All Things UAV & Drone Blog

This blog is dedicated to the review of various photographic products within the UAV market including on-board cameras with the various UAV products as well as third-party cameras that can be carried on any given UAV. In particular, with a glut of information out there on video-related reviews, I will be focusing on the still-photography related features 

MIAs of the JJRC H-12

 The JJRC H-12 comes in three colors: this Texas orange, white and black.

The JJRC H-12 comes in three colors: this Texas orange, white and black.

This is the second installment of the series "Hard Landings & Flyaways."

The JJRC H-12 has been one of my favorite drones despite its toy-grade classification. The H-12 is a quadcopter that will set you back somewhere in the neighborhood of $50 to $75. In my mind, the best thing about this particular drone is that you can purchase it with either a 2.0 or 5.0 megapixel camera. Mind you, it’s not a high-quality camera, but considering the price, you could do far worse.

So, I’ll just get right to the painful part about this model: I’m on my fifth H-12 as of this writing. And because I’ve purchased it five different instances, it goes without saying that I’ve learned a lot about flying drones via the H-12.

When it comes to “disasters,” I’ve had two accounts that are memorable—both resulting in 100% losses.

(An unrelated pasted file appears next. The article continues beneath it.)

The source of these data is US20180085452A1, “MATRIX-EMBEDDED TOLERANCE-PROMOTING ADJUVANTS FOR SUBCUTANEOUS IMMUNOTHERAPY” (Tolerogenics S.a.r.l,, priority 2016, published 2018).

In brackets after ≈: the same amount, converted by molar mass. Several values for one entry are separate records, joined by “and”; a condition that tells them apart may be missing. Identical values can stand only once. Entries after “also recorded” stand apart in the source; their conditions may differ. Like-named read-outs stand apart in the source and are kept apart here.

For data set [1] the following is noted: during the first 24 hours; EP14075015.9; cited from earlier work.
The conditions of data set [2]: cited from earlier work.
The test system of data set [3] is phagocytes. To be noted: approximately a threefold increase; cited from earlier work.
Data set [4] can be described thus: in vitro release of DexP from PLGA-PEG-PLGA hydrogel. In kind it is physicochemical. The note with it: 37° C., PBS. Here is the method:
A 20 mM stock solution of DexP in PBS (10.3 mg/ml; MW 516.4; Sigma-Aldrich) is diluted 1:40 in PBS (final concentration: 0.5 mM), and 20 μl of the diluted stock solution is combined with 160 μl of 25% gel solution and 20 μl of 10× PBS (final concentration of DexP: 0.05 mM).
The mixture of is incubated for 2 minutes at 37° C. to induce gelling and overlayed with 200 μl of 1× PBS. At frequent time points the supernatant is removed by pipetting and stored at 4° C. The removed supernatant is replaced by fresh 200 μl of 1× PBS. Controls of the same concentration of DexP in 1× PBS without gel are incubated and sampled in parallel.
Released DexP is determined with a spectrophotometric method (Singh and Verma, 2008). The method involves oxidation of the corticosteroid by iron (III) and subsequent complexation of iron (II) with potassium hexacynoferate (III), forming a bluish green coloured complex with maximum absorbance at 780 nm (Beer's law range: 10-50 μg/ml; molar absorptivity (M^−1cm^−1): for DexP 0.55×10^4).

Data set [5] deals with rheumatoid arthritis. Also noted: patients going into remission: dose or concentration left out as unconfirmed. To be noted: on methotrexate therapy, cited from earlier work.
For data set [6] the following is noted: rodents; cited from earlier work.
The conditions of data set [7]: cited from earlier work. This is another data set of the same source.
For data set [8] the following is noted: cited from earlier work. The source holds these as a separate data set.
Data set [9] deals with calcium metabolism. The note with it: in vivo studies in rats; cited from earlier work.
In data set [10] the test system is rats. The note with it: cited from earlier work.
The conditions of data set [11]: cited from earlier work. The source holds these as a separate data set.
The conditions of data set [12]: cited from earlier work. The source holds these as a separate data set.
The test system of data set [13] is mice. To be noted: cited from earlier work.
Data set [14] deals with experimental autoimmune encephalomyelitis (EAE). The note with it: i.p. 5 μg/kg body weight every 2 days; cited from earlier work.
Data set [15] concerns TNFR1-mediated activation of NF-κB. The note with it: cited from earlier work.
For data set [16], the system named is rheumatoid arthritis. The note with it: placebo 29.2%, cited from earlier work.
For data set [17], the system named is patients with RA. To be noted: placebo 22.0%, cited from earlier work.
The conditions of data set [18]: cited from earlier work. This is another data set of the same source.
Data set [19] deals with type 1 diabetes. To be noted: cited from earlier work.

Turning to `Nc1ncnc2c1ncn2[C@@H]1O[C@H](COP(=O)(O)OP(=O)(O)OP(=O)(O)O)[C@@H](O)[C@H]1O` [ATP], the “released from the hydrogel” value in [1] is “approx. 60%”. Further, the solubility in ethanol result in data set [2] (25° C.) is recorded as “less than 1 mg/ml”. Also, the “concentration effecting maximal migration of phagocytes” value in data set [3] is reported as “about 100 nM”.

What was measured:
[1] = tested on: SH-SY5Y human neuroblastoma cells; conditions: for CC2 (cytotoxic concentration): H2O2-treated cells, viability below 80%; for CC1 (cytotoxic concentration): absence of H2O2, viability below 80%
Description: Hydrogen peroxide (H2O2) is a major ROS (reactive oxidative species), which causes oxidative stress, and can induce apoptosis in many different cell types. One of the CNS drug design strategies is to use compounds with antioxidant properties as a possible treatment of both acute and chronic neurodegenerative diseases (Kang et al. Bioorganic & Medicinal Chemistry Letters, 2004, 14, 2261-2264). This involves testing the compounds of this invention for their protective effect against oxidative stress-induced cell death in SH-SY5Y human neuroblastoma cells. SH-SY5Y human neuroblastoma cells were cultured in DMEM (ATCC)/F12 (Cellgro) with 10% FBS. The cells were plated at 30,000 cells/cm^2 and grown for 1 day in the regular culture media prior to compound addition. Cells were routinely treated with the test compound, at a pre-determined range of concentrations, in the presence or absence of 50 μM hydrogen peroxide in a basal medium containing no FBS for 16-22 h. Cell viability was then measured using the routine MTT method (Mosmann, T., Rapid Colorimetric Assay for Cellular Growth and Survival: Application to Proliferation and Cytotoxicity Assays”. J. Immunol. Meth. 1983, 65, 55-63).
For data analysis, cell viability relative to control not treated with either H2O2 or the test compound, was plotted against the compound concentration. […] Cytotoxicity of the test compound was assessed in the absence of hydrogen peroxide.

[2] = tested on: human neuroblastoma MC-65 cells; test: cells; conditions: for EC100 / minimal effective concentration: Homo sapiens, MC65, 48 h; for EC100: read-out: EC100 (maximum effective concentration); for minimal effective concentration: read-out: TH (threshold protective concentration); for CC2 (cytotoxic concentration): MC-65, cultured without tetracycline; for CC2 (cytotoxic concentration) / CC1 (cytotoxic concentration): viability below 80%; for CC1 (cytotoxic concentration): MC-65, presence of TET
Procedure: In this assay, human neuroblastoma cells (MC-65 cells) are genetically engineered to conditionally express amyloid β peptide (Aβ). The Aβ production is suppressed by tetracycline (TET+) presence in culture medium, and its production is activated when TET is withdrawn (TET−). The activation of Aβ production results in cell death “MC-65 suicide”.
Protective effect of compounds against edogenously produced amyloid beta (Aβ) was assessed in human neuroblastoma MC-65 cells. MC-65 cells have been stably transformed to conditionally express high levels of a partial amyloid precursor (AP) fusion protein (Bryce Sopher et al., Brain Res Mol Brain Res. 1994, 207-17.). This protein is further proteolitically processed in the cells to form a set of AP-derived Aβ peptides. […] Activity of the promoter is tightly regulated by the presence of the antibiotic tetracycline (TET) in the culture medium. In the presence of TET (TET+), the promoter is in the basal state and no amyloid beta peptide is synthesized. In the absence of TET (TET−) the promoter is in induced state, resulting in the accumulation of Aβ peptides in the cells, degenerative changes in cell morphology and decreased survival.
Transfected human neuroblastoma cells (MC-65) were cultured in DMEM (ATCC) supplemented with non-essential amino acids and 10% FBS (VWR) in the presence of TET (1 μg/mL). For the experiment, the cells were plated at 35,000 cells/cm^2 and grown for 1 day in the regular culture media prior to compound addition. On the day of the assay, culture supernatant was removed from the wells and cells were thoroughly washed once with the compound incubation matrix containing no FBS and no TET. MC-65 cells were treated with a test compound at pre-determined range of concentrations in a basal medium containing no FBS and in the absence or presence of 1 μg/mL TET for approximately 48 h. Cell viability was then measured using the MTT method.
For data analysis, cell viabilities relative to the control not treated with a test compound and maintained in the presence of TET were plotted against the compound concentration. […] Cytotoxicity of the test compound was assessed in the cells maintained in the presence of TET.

My first JJRC H-12 served me well and it flew many, many missions. Once I lost it temporarily to the roof of Ellet High School (my brother’s alma mater) in Akron, Ohio when I was visiting my mom for several weeks. It was a flight around sunset and I was alone. And as these things go, one thing led to another along with an extra gust of wind and the next thing I know, it’s sitting on the roof.

Although I considered pulling off a cat-burglar like stunt that involved finding some way of climbing up to the roof. Then I considered by 50-plus years of age and I conceded to waiting it out until the next day. When I entered the building the next morning in search of a custodian who would assist me in the recovery, I was pondering the story I would offer up in explaining the drone’s location. Because it was the summer and school was not in session, it took me awhile to find the right person, allowing me more time to come up with something where I didn’t look (or feel) so stupid. Finally locating a custodian, I explained to him how my “non-existent son” lost his toy drone on the roof the night before. With little fanfare, he escorted me to a door with roof access and it was back in my possession after only spending one night alone under the Ohio sky.

It would be another five months or so before the H-12 flew its final mission—in Portland, Oregon this time. While visiting my gal Marsha, I stepped out of the back door of her apartment building for a quick flight of the downtown Portland skyline not far away. The wind appeared to be calm at the time, but the sky was dramatic. And as these things typically go, in what should be an easy and quick flight, turned into a confusing and painful experience. At some point while it was at its apex, it must have lost contact with the controller and at about the same time, it was high enough to catch a good gust of wind that sent it over some nearby trees and towards the I-405 and U.S 26 exchange.